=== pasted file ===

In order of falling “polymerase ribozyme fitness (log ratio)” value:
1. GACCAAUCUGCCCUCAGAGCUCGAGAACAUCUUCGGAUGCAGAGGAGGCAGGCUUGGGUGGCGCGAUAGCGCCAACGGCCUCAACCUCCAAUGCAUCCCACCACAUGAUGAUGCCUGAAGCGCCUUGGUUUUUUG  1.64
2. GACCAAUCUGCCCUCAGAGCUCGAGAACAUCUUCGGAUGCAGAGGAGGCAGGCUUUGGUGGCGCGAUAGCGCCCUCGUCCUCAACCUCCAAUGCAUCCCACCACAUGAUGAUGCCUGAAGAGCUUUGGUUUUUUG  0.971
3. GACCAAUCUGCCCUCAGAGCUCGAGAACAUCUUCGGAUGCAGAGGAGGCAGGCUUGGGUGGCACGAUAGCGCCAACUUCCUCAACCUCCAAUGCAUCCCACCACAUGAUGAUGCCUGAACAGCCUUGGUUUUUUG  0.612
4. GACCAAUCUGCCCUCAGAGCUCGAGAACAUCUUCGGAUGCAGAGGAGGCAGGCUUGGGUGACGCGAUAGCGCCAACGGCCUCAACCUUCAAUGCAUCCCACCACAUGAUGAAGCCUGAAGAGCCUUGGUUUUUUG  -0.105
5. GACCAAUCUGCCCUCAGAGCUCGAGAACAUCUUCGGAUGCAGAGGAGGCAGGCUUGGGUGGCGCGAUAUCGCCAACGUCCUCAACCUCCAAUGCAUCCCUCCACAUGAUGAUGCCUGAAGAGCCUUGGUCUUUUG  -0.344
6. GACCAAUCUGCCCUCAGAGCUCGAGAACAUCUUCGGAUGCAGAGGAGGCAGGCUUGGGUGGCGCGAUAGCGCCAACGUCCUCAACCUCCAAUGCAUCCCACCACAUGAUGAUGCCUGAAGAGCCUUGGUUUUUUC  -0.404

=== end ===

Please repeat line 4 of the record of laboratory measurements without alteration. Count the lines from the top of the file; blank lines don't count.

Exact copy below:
3. GACCAAUCUGCCCUCAGAGCUCGAGAACAUCUUCGGAUGCAGAGGAGGCAGGCUUGGGUGGCACGAUAGCGCCAACUUCCUCAACCUCCAAUGCAUCCCACCACAUGAUGAUGCCUGAACAGCCUUGGUUUUUUG  0.612